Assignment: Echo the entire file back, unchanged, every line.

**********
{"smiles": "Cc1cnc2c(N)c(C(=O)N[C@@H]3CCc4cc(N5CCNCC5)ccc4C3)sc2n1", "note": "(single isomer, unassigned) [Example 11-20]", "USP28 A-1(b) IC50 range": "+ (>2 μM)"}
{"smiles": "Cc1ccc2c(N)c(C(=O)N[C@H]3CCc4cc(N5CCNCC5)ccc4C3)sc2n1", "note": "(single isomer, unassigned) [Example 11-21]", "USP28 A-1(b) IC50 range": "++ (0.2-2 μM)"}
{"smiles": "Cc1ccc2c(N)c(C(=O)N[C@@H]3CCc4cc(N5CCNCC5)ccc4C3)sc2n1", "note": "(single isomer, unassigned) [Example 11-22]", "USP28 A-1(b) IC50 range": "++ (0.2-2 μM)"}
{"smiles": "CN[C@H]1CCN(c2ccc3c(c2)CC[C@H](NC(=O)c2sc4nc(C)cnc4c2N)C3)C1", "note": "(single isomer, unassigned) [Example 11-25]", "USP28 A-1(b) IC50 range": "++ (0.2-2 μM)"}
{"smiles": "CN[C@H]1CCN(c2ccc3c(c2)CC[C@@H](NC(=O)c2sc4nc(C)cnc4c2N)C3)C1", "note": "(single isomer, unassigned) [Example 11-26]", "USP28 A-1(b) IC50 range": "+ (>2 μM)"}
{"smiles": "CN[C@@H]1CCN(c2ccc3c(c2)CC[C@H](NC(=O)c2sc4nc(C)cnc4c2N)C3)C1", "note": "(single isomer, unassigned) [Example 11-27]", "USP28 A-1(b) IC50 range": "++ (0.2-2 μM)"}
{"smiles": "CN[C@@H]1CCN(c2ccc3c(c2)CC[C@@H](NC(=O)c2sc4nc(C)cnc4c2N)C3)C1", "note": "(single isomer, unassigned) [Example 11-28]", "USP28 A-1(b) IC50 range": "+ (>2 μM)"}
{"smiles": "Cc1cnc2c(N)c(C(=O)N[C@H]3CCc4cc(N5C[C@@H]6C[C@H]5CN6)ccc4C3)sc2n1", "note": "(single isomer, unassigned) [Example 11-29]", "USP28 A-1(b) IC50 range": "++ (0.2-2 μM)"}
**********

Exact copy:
{"smiles": "Cc1cnc2c(N)c(C(=O)N[C@@H]3CCc4cc(N5CCNCC5)ccc4C3)sc2n1", "note": "(single isomer, unassigned) [Example 11-20]", "USP28 A-1(b) IC50 range": "+ (>2 μM)"}
{"smiles": "Cc1ccc2c(N)c(C(=O)N[C@H]3CCc4cc(N5CCNCC5)ccc4C3)sc2n1", "note": "(single isomer, unassigned) [Example 11-21]", "USP28 A-1(b) IC50 range": "++ (0.2-2 μM)"}
{"smiles": "Cc1ccc2c(N)c(C(=O)N[C@@H]3CCc4cc(N5CCNCC5)ccc4C3)sc2n1", "note": "(single isomer, unassigned) [Example 11-22]", "USP28 A-1(b) IC50 range": "++ (0.2-2 μM)"}
{"smiles": "CN[C@H]1CCN(c2ccc3c(c2)CC[C@H](NC(=O)c2sc4nc(C)cnc4c2N)C3)C1", "note": "(single isomer, unassigned) [Example 11-25]", "USP28 A-1(b) IC50 range": "++ (0.2-2 μM)"}
{"smiles": "CN[C@H]1CCN(c2ccc3c(c2)CC[C@@H](NC(=O)c2sc4nc(C)cnc4c2N)C3)C1", "note": "(single isomer, unassigned) [Example 11-26]", "USP28 A-1(b) IC50 range": "+ (>2 μM)"}
{"smiles": "CN[C@@H]1CCN(c2ccc3c(c2)CC[C@H](NC(=O)c2sc4nc(C)cnc4c2N)C3)C1", "note": "(single isomer, unassigned) [Example 11-27]", "USP28 A-1(b) IC50 range": "++ (0.2-2 μM)"}
{"smiles": "CN[C@@H]1CCN(c2ccc3c(c2)CC[C@@H](NC(=O)c2sc4nc(C)cnc4c2N)C3)C1", "note": "(single isomer, unassigned) [Example 11-28]", "USP28 A-1(b) IC50 range": "+ (>2 μM)"}
{"smiles": "Cc1cnc2c(N)c(C(=O)N[C@H]3CCc4cc(N5C[C@@H]6C[C@H]5CN6)ccc4C3)sc2n1", "note": "(single isomer, unassigned) [Example 11-29]", "USP28 A-1(b) IC50 range": "++ (0.2-2 μM)"}